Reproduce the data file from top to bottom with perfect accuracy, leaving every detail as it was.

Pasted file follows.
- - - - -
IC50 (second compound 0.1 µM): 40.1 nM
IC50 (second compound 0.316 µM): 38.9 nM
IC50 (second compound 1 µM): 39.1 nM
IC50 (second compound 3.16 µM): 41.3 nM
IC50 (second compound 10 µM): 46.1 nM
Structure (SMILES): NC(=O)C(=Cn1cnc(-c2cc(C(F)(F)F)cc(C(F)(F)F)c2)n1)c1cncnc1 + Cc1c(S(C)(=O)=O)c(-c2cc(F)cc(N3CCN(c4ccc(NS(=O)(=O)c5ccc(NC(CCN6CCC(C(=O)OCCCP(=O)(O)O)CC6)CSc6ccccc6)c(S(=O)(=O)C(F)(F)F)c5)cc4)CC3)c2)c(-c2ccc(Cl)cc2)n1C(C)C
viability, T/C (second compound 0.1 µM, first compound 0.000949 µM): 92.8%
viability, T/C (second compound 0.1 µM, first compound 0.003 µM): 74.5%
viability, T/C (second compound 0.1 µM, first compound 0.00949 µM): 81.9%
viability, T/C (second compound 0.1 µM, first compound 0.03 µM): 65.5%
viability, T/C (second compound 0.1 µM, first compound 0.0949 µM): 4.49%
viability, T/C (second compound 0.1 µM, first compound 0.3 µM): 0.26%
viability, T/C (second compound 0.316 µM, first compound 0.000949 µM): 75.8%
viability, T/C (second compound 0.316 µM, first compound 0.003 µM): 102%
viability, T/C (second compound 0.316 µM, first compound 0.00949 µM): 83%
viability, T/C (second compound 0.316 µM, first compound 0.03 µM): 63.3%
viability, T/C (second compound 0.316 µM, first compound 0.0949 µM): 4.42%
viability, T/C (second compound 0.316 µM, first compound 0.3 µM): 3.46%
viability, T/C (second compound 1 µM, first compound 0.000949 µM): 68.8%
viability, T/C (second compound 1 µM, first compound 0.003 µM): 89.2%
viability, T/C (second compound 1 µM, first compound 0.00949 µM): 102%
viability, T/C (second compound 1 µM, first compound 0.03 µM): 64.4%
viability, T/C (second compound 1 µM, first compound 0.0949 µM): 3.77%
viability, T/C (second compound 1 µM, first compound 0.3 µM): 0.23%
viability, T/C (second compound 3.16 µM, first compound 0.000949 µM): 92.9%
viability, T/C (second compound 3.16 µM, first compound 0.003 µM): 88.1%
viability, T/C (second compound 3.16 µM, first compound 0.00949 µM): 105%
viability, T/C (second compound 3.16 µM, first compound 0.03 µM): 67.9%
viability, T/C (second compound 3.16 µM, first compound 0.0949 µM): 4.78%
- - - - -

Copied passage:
IC50 (second compound 0.1 µM): 40.1 nM
IC50 (second compound 0.316 µM): 38.9 nM
IC50 (second compound 1 µM): 39.1 nM
IC50 (second compound 3.16 µM): 41.3 nM
IC50 (second compound 10 µM): 46.1 nM
Structure (SMILES): NC(=O)C(=Cn1cnc(-c2cc(C(F)(F)F)cc(C(F)(F)F)c2)n1)c1cncnc1 + Cc1c(S(C)(=O)=O)c(-c2cc(F)cc(N3CCN(c4ccc(NS(=O)(=O)c5ccc(NC(CCN6CCC(C(=O)OCCCP(=O)(O)O)CC6)CSc6ccccc6)c(S(=O)(=O)C(F)(F)F)c5)cc4)CC3)c2)c(-c2ccc(Cl)cc2)n1C(C)C
viability, T/C (second compound 0.1 µM, first compound 0.000949 µM): 92.8%
viability, T/C (second compound 0.1 µM, first compound 0.003 µM): 74.5%
viability, T/C (second compound 0.1 µM, first compound 0.00949 µM): 81.9%
viability, T/C (second compound 0.1 µM, first compound 0.03 µM): 65.5%
viability, T/C (second compound 0.1 µM, first compound 0.0949 µM): 4.49%
viability, T/C (second compound 0.1 µM, first compound 0.3 µM): 0.26%
viability, T/C (second compound 0.316 µM, first compound 0.000949 µM): 75.8%
viability, T/C (second compound 0.316 µM, first compound 0.003 µM): 102%
viability, T/C (second compound 0.316 µM, first compound 0.00949 µM): 83%
viability, T/C (second compound 0.316 µM, first compound 0.03 µM): 63.3%
viability, T/C (second compound 0.316 µM, first compound 0.0949 µM): 4.42%
viability, T/C (second compound 0.316 µM, first compound 0.3 µM): 3.46%
viability, T/C (second compound 1 µM, first compound 0.000949 µM): 68.8%
viability, T/C (second compound 1 µM, first compound 0.003 µM): 89.2%
viability, T/C (second compound 1 µM, first compound 0.00949 µM): 102%
viability, T/C (second compound 1 µM, first compound 0.03 µM): 64.4%
viability, T/C (second compound 1 µM, first compound 0.0949 µM): 3.77%
viability, T/C (second compound 1 µM, first compound 0.3 µM): 0.23%
viability, T/C (second compound 3.16 µM, first compound 0.000949 µM): 92.9%
viability, T/C (second compound 3.16 µM, first compound 0.003 µM): 88.1%
viability, T/C (second compound 3.16 µM, first compound 0.00949 µM): 105%
viability, T/C (second compound 3.16 µM, first compound 0.03 µM): 67.9%
viability, T/C (second compound 3.16 µM, first compound 0.0949 µM): 4.78%